The World Famous Sir Nicholas Alexander Faldo Early Wrist-set Drill

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The World Famous Sir Nicholas Alexander Faldo Early Wrist-set Drill

Postby legitimatebeef » Mon Mar 27, 2017 7:00 pm



This drill is considered canonical by many. Wondering if anybody here is a practitioner of it and has any feedback. I find it very interesting. Even if you don't have or pursue an early wrist set swing, not that there's anything wrong with that, I think it's helpful/instructive in finding a good position at the top.
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Re: The World Famous Sir Nicholas Alexander Faldo Early Wrist-set Drill

Postby bryan k » Mon Mar 27, 2017 7:37 pm

It has been a couple of years since my most recent golf lesson, and this was the number one topic.

I have a tendency to hole the club face closed simply because I am more afraid of a slice than I am of a hook. My ugly hook still does 200 yards within reasonable proximity of the fairway. My slice tends to find a wall to go over.

I spent dozens upon dozens of hours practicing this. I swing exactly like the video. And it hasn't done me a lick of good.

The number one problem I have with my swing is the degree at which I angle my wrist. It really is that simple. Except, it isn't that simple.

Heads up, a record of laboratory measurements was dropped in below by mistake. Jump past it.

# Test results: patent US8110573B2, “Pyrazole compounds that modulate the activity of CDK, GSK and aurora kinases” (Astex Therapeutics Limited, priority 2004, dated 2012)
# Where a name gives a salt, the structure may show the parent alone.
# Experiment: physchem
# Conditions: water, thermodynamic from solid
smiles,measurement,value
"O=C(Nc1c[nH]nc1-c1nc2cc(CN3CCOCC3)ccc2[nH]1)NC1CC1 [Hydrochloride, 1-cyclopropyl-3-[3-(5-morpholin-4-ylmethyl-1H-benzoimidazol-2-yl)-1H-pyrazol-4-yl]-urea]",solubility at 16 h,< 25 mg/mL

If you can find a way for me to make certain that I get into that exact same wrist position each and every time I swing the club, I'd easily knock five strokes off my handicap.

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Re: The World Famous Sir Nicholas Alexander Faldo Early Wrist-set Drill

Postby sjduffers » Wed Mar 29, 2017 3:44 pm

It looks good in theory, until you ingrain an early wrist set in your swing (not as a drill) and you rob yourself of a good chunk of power because your swing arc has become so narrow. This is what I did unfortunately after seeing this many years ago, before I consulted a golf swing instructor, who spent well over a year trying to get my takeaway initiated with the big triangle instead of the wrists, and I still have that flaw to an extent. But, if you have never "found" the proper position at the top, sure, use that drill. Remember, it's just a drill.